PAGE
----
Solar Performance - June 2015

Thanks to some unseasonably sunny weather my June solar production was outstanding. At 551 kWh it exceeded the estimate for the month by about 11%, and last year's production by 21%. This was by far my most productive month since the system was installed. My use was only slightly higher (3%) than last June.

As you might expect, production was up compared to last month. My use also increased, likely due to the fans (and occasional AC) that I've been using to keep cool when the temperature climbs. 

Production started out a little low at the beginning of the month but then consistently trended above the estimate as the month went on. Part of that could be that I'm using a linear approximation for the daily cumulative estimate based on the monthly total, rather than a sinusoid that would better match actual solar exposure. June 21, the summer solstice, should be the peak.

Annual production is also trending very well for the first half of the year, about 9% above the estimate and about 7% above last year. I'm also getting close to having sold a surplus 1 MWh to Seattle City Light.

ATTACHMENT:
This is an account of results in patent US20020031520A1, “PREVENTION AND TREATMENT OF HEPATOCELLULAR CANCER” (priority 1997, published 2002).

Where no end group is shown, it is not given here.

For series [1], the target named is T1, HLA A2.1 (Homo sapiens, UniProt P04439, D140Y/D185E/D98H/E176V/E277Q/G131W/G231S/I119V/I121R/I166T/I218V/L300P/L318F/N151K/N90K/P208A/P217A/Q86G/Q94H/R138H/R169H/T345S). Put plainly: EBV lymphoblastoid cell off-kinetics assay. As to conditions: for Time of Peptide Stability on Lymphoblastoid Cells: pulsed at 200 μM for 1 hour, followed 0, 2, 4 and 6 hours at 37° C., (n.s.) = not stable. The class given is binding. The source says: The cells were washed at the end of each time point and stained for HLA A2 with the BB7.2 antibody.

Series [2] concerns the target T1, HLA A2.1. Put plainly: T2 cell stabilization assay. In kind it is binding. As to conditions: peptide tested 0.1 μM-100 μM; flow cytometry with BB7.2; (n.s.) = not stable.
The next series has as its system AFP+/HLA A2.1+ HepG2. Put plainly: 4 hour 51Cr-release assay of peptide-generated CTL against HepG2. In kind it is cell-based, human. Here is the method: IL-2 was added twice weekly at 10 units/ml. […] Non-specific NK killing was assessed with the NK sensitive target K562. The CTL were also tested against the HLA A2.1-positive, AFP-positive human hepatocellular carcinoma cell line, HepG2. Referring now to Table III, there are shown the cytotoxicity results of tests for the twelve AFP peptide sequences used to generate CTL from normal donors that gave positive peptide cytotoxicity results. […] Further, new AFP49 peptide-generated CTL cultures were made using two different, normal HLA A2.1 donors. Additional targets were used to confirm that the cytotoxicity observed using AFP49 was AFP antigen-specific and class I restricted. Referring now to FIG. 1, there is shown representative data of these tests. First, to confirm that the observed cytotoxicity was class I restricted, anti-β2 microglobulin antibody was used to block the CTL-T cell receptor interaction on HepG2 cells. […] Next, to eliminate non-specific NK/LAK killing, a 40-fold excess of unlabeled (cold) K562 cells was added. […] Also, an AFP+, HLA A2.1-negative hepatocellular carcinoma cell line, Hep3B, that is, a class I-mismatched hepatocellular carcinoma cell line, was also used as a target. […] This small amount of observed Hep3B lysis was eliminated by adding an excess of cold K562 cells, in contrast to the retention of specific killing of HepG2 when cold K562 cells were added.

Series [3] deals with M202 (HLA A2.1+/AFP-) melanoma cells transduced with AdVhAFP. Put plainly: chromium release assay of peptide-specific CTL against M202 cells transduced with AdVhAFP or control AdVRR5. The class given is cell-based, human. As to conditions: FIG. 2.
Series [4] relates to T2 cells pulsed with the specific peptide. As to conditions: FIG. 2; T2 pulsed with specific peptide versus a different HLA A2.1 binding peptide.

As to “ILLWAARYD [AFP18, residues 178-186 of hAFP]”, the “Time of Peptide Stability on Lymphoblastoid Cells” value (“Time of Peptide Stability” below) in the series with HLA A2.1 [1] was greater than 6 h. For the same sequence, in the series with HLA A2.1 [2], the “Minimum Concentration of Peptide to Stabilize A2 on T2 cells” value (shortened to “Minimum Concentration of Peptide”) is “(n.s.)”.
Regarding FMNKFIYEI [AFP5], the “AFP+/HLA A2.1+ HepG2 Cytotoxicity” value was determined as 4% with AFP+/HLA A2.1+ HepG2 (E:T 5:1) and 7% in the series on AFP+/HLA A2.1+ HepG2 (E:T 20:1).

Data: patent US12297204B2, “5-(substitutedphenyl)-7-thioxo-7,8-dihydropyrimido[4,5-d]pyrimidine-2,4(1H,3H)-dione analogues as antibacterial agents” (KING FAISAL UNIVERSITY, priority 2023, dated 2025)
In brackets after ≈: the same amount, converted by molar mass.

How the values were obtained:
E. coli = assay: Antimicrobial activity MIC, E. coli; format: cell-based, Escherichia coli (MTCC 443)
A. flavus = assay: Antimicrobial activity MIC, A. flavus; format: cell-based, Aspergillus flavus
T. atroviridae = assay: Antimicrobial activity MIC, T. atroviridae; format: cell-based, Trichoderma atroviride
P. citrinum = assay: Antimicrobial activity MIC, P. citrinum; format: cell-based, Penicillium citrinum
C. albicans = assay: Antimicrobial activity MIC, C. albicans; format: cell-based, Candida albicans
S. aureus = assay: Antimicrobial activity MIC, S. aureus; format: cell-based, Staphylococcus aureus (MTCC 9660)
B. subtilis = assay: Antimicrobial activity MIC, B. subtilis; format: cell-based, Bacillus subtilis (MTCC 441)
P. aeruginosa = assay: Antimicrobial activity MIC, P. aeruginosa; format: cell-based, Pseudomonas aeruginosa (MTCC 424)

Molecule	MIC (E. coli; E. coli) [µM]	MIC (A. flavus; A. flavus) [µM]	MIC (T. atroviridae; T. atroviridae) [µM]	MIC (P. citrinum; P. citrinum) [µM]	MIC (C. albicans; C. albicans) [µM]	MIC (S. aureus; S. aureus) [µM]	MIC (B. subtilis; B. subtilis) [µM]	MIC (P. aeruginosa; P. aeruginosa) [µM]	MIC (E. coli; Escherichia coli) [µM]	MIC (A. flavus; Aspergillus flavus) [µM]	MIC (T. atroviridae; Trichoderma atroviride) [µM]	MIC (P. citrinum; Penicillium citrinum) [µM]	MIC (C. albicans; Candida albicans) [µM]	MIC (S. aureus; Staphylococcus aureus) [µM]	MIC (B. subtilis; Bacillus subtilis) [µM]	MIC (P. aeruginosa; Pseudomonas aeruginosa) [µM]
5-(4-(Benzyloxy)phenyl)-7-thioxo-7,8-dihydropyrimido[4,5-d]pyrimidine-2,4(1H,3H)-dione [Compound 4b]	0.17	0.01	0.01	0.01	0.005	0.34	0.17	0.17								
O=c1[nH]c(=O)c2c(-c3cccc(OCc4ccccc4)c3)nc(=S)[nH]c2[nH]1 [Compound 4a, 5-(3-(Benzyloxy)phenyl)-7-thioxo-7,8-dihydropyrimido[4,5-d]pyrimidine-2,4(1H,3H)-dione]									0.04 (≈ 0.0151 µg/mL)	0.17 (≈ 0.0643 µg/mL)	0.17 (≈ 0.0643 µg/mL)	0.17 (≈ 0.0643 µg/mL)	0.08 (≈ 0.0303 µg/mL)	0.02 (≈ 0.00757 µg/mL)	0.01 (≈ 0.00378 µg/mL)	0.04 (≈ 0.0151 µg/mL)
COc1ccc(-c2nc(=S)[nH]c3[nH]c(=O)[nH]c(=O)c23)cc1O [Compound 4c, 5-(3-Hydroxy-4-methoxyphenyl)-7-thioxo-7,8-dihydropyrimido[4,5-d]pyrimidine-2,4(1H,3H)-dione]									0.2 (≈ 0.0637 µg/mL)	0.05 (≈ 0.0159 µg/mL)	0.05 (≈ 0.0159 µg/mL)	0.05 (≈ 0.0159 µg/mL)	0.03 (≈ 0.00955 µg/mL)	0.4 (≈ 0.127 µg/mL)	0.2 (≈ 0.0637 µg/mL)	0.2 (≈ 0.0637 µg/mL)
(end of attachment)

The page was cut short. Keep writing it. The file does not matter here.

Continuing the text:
Looking at the individual panel data reveals some odd behavior. Much like previous months there's a notable difference between the West-facing and East-facing panels. However, panels 3 & 4 are noticeably under-performing their West-facing peers 1, 2, 7, and 8.

I dug into the daily data and saw that the difference is mostly due to poor performance for a few hours on just a few days during the month. I'm not sure what to make of this, since a shading problem would be consistent from day to day, and would also be unlikely given the lack of obstructions to the South and the variation in time of day. I'll have to keep an eye on these panels to see if there's an equipment failure on the way. Click any of the images below to enlarge.

Last but not least, June 30 marks the end of the incentive year for Washington's Solar Incentive Program. This program pays 54 cents for every kilowatt-hour produced using equipment that was made in Washington, and is the primary reason that solar penciled out for me. Based on my eGauge data I'm expecting to get an incentive check for about $1,800! This is in addition to the $71 worth of surplus power that I sold to City Light, and also the "free" power that I've been using for the past year. To those who doubt: solar really does work in Washington!